Additionally, the empowerment of the mostly-female leaders in this sector is a critical part of our mission. In that context, we have worked to create tools that can allow smaller organizations to avoid the often-hefty consulting fees that used to be required to locate some types of information, or to obtain introductions to others doing similar work. While efficient, scalable, and “low touch” by design, IMHER also serves to allow “higher touch” relationships to develop between innovators, by allowing them to more easily find and connect with each other, at no cost to anyone.


OUR APPROACH

An information-rich resource for MHM innovators, from an objective source

We intend for IMHER (the “International Menstrual Health Entrepreneurship Roundup“) to function as a living repository of MHM industry information to be drawn on by innovators in the field.  This resource has been created, and will be maintained, by a university research team with no financial stake in the menstrual hygiene sector.

This project started with the idea of supporting the work of smaller market-based entrepreneurs and locally-developed not-for-profit organizations that are operating in lower-income, under-served areas in developing countries.  These types of organizations are often too lean and under-resourced to hire professional researchers to locate the foundational information needed to identify the range options available for doing this type of work well. 

That said, virtually everyone working in this sector has far too much to do, and too little time and money with which to do it.  Anyone within the MHM sector – or those merely interested in learning more about it – may find information and ideas of use here. Our focus is global, and part of what we think makes menstrual health interesting is learning about how the issues associated with it vary or remain the same across different cultures.

IMHER is designed to help fill in existing informational gaps, by documenting existing information while providing opportunities for those in the field to share their ideas with others doing similar work.

We do so partly by using a database platform designed with powerful filter and search capabilities. With that, we combine an approach to information gathering that works to dig beneath the surface level and strip out the fluff and unsubstantiated claims that often dominate online discussions of MH issues.  We also providing various avenues for readers to participate in the development of website content and topic coverage.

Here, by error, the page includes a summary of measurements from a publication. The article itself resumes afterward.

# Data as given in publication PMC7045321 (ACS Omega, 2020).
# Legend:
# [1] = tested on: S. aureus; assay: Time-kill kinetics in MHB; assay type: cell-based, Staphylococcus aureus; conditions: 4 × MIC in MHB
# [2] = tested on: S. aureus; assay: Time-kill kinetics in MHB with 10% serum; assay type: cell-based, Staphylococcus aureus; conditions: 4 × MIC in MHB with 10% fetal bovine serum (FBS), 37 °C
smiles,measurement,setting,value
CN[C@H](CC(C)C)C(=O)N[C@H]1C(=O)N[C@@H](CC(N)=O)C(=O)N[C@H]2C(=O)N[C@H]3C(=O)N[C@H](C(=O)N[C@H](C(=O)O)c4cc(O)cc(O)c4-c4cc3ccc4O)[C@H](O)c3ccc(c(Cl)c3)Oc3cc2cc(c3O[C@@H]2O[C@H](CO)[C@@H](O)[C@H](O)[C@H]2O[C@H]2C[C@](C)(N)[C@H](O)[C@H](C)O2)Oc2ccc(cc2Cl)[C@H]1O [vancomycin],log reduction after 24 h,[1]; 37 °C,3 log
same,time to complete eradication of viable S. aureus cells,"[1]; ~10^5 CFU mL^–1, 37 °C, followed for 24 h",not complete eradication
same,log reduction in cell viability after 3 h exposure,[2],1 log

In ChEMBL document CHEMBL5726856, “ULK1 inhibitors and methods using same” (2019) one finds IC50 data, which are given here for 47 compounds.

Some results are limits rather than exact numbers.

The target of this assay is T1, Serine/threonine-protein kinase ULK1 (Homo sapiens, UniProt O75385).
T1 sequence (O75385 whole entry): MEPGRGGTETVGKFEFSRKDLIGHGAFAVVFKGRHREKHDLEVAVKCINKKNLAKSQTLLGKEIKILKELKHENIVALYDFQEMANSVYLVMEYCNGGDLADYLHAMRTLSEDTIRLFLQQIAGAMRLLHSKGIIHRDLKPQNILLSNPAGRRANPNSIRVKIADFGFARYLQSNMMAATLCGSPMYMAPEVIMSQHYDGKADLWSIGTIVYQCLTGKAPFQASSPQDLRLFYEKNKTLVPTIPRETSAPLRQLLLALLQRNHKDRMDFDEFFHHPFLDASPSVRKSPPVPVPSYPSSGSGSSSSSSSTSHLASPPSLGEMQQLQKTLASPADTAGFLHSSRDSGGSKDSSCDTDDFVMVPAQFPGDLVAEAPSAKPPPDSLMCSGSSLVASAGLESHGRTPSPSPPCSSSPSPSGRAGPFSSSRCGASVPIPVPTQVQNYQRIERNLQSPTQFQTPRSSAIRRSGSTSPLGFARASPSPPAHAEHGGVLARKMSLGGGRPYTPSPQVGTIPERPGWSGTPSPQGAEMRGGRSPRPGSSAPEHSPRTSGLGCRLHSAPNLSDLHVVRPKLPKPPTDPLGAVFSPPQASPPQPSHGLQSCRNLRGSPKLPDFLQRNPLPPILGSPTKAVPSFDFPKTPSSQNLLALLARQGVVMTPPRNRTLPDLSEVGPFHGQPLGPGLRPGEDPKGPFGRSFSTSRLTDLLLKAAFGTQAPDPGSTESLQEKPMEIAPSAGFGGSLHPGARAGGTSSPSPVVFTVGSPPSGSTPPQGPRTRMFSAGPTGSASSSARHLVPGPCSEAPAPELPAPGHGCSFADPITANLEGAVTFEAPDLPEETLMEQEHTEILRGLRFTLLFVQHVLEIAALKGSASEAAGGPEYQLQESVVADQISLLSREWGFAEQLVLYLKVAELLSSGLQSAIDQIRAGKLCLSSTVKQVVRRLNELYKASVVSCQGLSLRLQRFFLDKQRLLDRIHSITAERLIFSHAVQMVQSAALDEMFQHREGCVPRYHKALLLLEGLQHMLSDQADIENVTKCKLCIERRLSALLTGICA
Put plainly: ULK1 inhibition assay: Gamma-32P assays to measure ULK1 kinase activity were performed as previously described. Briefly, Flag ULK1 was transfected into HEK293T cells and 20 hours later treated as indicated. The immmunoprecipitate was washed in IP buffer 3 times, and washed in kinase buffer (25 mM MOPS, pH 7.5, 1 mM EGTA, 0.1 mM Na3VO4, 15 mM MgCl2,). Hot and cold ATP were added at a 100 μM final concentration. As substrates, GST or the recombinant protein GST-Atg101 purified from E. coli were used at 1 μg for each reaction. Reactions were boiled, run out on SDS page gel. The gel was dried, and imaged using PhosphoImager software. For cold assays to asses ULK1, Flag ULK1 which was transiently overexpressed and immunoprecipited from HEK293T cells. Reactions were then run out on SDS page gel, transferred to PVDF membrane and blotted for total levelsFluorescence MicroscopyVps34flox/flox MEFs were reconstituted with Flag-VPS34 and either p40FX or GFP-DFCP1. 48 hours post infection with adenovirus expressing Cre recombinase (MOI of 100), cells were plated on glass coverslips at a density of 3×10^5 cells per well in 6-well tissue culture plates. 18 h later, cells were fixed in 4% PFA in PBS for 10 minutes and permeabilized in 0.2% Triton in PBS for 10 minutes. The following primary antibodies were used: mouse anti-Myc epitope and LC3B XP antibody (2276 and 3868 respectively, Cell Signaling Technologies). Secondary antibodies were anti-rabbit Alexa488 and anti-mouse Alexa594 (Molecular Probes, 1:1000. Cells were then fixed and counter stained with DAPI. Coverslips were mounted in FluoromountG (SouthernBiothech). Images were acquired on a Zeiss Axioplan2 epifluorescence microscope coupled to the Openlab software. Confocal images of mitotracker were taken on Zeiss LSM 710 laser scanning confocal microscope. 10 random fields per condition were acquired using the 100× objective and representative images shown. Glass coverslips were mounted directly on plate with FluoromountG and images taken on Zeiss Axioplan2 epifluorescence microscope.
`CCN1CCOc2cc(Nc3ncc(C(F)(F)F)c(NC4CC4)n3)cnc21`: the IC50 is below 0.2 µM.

A COLLABORATIVE WORK IN PROGRESS

Just the first step

This is a university-based project that is heavily dependent on a rotating team of part-time student researchers. It has a project structure that makes the building and maintenance of this website, and the information it contains, a learning experience for all involved in it. 

What you are seeing here now is just the first step.  IMHER will always be a work in progress.  This website will become better as we move forward and learn more about the work being done on these issues around the globe.

IMHER is also a collaborative effort with our readers, with a moderated crowd-sourcing approach to supplementing our information and databases. As such, please send us corrections, organization or resource additions, blog story ideas, MH event and deadline information, tips about MHM tech innovations, and any general feedback using the contact forms on the contact page.  Also, consider contributing comments to the blog posts to collectively build ideas about each of those topics.

By providing feedback on the website, you can help to build IMHER into a more useful resource for yourself, as well as for the many others who are doing the important work of empowering menstruators with information and options in their own communities around the world.


PHOTO CREDITS: Photo 1 – Ruby Cup (Kenya) – Photo 2 – Saral Designs (India) – Photo 3 – The “Break the Silence” Campaign (India). COVER PHOTO at top of page: The Sure Start campaign in Nigeria. Photo by Lucy Ladidi Elukpo